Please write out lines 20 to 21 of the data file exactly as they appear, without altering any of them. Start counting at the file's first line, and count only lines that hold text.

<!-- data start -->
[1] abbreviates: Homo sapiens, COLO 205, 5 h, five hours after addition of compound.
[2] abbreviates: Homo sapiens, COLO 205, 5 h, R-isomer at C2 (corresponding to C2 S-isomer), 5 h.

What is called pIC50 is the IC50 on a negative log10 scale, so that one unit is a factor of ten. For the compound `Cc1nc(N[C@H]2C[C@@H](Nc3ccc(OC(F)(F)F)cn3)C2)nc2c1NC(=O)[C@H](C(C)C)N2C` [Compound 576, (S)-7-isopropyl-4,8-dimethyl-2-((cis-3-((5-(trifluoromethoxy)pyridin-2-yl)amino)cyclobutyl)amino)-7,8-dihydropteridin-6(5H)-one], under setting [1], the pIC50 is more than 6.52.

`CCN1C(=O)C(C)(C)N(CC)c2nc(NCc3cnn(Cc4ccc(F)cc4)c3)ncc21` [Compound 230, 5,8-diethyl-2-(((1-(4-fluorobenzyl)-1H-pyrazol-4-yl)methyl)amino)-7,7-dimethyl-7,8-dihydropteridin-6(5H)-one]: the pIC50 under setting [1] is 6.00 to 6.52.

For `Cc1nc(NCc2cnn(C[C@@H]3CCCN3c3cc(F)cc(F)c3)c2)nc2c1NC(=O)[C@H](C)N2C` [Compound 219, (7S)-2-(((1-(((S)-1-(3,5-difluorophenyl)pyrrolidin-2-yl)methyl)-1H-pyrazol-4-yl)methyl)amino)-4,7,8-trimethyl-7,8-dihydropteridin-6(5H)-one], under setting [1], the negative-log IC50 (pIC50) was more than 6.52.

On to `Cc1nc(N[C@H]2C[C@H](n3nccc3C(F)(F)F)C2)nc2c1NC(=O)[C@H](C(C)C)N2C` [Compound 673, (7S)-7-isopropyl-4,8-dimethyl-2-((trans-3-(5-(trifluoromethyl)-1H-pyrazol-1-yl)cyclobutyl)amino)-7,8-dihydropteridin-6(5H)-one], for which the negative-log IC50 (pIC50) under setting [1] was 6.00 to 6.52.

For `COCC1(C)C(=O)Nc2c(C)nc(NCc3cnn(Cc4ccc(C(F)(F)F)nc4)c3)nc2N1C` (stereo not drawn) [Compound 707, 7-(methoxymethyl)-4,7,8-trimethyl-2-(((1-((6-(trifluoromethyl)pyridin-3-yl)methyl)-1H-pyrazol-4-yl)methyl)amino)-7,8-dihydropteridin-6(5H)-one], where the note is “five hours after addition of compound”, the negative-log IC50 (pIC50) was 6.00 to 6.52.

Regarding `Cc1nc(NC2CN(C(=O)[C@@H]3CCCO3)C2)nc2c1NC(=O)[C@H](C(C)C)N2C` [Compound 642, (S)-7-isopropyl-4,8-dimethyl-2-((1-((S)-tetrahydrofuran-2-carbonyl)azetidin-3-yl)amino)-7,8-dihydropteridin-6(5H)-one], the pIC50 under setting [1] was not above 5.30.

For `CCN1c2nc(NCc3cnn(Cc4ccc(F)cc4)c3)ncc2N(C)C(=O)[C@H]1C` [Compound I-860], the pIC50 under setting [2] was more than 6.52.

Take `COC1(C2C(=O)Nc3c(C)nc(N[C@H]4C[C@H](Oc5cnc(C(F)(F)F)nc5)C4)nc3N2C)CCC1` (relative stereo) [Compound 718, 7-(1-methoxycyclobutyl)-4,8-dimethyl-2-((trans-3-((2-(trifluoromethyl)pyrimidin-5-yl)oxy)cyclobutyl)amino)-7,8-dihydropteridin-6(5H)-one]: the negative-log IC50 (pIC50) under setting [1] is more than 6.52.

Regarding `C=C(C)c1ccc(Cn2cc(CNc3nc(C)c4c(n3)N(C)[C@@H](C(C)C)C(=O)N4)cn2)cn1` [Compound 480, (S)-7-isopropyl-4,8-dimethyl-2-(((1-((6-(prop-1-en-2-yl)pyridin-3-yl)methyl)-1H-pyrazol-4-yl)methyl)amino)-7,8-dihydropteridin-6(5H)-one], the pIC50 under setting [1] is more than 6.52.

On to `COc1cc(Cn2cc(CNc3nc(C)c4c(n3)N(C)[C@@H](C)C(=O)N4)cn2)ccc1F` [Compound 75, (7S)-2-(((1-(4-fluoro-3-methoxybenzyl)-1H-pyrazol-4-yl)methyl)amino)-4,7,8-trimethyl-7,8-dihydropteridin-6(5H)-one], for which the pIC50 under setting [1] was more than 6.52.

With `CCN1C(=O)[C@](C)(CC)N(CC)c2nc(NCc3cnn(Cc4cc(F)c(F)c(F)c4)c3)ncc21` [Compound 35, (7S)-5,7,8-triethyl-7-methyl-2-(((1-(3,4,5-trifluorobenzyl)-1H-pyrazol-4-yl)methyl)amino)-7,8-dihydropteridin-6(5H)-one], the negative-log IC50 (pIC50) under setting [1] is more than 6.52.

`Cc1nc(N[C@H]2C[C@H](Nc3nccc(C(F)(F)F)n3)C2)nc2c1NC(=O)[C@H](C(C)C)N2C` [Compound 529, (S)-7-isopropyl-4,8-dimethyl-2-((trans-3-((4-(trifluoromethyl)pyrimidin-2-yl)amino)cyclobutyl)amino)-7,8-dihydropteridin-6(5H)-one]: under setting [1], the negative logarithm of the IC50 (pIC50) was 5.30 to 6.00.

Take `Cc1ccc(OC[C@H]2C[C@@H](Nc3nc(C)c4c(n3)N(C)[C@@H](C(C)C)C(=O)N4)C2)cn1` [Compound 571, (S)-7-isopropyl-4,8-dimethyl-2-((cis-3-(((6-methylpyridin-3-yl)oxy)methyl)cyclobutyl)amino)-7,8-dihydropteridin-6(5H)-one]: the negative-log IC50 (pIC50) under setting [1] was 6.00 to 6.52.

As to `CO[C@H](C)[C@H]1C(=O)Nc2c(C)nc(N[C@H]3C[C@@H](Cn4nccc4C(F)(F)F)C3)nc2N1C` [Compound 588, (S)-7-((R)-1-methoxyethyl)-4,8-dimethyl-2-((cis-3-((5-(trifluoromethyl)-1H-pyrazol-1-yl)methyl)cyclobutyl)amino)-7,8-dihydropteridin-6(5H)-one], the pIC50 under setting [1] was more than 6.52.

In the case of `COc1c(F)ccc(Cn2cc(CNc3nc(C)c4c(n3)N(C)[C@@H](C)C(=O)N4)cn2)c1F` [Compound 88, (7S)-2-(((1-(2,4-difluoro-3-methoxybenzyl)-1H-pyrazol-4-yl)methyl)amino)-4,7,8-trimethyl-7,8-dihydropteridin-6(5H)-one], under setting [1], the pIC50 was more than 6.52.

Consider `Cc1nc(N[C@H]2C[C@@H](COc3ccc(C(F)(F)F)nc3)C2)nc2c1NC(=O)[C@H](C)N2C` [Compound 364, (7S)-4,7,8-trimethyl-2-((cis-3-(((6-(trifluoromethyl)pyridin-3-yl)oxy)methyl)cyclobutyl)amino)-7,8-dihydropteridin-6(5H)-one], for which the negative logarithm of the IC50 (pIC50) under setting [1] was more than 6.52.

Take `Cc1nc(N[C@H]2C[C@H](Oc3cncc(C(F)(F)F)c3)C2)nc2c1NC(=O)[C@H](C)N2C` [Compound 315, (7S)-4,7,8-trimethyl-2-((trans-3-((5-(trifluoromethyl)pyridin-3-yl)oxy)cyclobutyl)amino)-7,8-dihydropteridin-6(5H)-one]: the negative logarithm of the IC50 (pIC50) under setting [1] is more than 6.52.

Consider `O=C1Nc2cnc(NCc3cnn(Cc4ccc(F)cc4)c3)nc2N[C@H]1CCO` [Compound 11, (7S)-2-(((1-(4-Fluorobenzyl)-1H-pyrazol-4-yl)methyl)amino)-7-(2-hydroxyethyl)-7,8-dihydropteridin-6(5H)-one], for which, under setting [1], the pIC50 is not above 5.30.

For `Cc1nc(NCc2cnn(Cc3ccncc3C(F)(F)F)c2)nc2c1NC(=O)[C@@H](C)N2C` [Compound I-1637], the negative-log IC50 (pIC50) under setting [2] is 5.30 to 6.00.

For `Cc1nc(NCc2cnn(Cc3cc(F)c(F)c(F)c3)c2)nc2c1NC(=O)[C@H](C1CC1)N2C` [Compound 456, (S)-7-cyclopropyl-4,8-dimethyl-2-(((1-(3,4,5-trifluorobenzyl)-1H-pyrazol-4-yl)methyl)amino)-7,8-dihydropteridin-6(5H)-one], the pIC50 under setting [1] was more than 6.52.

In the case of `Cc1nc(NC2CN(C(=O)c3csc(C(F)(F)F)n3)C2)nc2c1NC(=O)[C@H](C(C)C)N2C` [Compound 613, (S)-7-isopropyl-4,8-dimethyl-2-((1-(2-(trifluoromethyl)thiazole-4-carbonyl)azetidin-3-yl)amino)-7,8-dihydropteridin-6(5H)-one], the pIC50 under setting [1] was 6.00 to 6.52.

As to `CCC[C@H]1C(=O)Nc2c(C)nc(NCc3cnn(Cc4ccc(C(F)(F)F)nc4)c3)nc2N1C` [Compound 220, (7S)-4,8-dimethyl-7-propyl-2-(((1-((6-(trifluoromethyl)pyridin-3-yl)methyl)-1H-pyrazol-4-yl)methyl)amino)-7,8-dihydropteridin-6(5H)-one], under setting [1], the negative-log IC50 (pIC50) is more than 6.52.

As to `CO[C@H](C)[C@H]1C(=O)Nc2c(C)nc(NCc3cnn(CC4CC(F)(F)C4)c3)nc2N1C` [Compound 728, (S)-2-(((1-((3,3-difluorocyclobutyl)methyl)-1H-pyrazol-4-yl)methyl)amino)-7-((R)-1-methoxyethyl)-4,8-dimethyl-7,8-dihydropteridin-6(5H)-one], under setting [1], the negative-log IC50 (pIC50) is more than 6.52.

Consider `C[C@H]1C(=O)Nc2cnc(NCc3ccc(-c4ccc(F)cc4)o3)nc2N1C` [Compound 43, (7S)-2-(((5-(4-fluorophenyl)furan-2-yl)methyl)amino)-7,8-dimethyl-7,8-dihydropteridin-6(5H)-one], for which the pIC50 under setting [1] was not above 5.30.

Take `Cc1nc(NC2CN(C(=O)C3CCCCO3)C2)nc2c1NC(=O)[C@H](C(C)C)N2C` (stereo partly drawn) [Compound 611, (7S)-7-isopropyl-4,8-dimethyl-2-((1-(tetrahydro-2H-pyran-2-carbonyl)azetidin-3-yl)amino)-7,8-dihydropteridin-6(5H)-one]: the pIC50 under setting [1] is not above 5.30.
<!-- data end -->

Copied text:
Consider `O=C1Nc2cnc(NCc3cnn(Cc4ccc(F)cc4)c3)nc2N[C@H]1CCO` [Compound 11, (7S)-2-(((1-(4-Fluorobenzyl)-1H-pyrazol-4-yl)methyl)amino)-7-(2-hydroxyethyl)-7,8-dihydropteridin-6(5H)-one], for which, under setting [1], the pIC50 is not above 5.30.

For `Cc1nc(NCc2cnn(Cc3ccncc3C(F)(F)F)c2)nc2c1NC(=O)[C@@H](C)N2C` [Compound I-1637], the negative-log IC50 (pIC50) under setting [2] is 5.30 to 6.00.